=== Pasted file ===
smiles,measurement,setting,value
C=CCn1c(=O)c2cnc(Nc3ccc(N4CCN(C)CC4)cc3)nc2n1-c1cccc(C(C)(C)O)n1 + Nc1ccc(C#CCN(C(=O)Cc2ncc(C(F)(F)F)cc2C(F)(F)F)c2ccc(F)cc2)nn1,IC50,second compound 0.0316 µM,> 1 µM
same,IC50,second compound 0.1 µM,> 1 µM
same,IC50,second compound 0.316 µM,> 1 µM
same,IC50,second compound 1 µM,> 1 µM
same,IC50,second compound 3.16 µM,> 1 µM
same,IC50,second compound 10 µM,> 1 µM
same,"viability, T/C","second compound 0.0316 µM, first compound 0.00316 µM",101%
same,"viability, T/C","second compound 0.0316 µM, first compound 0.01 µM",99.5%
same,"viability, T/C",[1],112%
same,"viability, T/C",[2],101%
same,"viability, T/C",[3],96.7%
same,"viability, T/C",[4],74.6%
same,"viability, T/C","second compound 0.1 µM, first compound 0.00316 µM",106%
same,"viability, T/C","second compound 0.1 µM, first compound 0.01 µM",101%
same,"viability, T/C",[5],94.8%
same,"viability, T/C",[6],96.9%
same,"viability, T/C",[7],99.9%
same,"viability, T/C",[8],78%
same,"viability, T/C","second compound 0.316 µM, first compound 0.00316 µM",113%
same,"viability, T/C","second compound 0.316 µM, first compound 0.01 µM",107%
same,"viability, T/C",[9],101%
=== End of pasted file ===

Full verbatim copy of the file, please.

smiles,measurement,setting,value
C=CCn1c(=O)c2cnc(Nc3ccc(N4CCN(C)CC4)cc3)nc2n1-c1cccc(C(C)(C)O)n1 + Nc1ccc(C#CCN(C(=O)Cc2ncc(C(F)(F)F)cc2C(F)(F)F)c2ccc(F)cc2)nn1,IC50,second compound 0.0316 µM,> 1 µM
same,IC50,second compound 0.1 µM,> 1 µM
same,IC50,second compound 0.316 µM,> 1 µM
same,IC50,second compound 1 µM,> 1 µM
same,IC50,second compound 3.16 µM,> 1 µM
same,IC50,second compound 10 µM,> 1 µM
same,"viability, T/C","second compound 0.0316 µM, first compound 0.00316 µM",101%
same,"viability, T/C","second compound 0.0316 µM, first compound 0.01 µM",99.5%
same,"viability, T/C",[1],112%
same,"viability, T/C",[2],101%
same,"viability, T/C",[3],96.7%
same,"viability, T/C",[4],74.6%
same,"viability, T/C","second compound 0.1 µM, first compound 0.00316 µM",106%
same,"viability, T/C","second compound 0.1 µM, first compound 0.01 µM",101%
same,"viability, T/C",[5],94.8%
same,"viability, T/C",[6],96.9%
same,"viability, T/C",[7],99.9%
same,"viability, T/C",[8],78%
same,"viability, T/C","second compound 0.316 µM, first compound 0.00316 µM",113%
same,"viability, T/C","second compound 0.316 µM, first compound 0.01 µM",107%
same,"viability, T/C",[9],101%